An element used in the manufacture of large-scale renewable batteries that can be "charged thousands of times without degrading" will be mined in remote Queensland for the first time.
Vanadium is used in high strength, low alloy steel and is emerging as a "critical battery storage commodity" for its use in large-scale electricity grids.
Saint Elmo is the first mine approved in what the Queensland government describes as a "potential vanadium hub" in the far northwest, with several companies investigating the area.
In giving the project the green light, premier Annastacia Palaszczuk described vanadium as a "new economy mineral" that is also important in the manufacture of specialty steel.
She said the $250 million Saint Elmo mine near Julia Creek was the "first cab off the rank" for a new era in Queensland resources.
"This also lays the foundation for a potential next level new industry in Queensland manufacturing vanadium redox flow batteries," Ms Palaszczuk said in a statement on Wednesday.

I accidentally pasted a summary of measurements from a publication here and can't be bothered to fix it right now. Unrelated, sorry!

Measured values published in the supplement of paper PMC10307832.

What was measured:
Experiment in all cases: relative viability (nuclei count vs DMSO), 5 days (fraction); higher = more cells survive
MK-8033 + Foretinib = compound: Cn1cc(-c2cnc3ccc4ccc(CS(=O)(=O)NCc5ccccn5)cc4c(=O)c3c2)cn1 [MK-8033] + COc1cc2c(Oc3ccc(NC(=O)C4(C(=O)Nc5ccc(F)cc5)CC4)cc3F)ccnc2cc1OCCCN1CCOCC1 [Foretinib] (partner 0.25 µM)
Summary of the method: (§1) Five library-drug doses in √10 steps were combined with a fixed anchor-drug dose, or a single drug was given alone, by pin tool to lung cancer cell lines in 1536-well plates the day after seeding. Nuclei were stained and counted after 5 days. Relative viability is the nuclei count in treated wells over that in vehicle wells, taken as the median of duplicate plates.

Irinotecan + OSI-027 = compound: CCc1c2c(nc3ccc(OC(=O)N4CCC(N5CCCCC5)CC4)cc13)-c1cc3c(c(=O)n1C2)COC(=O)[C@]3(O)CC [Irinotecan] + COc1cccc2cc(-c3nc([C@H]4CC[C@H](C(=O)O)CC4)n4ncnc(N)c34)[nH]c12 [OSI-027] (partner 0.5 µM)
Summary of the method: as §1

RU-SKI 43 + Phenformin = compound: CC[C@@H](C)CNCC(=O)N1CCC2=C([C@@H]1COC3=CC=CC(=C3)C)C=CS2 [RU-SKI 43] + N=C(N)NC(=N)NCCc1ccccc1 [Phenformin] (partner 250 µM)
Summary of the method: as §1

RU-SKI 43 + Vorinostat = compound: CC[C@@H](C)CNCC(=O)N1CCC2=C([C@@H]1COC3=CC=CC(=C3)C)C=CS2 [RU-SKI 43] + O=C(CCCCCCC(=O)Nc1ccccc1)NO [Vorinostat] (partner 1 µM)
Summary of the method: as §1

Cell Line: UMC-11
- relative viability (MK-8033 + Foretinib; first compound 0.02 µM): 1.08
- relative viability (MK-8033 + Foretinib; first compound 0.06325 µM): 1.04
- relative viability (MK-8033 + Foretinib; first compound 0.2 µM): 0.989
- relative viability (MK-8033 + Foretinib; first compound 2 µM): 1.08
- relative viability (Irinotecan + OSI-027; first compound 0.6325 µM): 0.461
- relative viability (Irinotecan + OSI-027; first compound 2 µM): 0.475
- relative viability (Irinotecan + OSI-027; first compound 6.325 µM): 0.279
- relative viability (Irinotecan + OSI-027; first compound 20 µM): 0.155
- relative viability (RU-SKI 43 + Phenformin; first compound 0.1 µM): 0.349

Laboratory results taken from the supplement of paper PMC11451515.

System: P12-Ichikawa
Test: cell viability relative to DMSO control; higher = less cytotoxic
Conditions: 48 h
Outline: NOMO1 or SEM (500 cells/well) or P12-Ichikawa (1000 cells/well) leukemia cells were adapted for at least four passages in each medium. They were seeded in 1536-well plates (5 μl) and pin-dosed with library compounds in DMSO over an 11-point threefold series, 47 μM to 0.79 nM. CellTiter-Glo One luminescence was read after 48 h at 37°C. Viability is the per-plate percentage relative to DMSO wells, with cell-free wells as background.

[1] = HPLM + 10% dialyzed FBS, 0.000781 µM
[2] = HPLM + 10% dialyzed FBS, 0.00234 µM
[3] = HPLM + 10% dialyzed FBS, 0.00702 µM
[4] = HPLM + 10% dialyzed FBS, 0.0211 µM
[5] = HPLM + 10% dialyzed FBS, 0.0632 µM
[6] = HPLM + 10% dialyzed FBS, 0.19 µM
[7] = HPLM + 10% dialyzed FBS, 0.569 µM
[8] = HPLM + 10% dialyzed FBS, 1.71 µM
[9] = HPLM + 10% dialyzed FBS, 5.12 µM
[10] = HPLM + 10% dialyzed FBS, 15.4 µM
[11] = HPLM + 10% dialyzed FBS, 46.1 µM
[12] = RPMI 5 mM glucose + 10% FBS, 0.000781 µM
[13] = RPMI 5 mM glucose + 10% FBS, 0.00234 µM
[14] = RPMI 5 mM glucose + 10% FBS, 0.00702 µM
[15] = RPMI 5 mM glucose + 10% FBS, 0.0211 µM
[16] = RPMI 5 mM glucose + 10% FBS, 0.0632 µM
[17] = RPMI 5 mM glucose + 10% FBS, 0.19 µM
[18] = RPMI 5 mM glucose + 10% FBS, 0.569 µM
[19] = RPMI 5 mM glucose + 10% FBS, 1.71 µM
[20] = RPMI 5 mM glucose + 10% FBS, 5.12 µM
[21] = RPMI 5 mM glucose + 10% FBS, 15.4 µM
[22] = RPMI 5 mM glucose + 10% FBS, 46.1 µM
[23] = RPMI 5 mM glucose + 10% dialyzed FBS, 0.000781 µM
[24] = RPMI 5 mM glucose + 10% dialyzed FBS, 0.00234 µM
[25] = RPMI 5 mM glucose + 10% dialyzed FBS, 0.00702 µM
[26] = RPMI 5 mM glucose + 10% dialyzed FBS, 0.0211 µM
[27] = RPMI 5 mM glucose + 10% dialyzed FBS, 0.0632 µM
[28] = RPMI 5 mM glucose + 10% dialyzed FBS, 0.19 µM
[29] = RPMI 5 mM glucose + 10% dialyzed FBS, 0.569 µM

First production from the mine is expected in late 2023 with an initial output of up to 5000 tonnes of vanadium pentoxide per year predicted.
Queensland exploration and mining company Multicom, which owns the mine, has forecast production to increase to 20,000 tonnes annually as the project expands.
Ore processing will occur on site with product to be shipped from the Port of Townsville, chief executive officer Shaun McCarthy said.
Australian Associated Press
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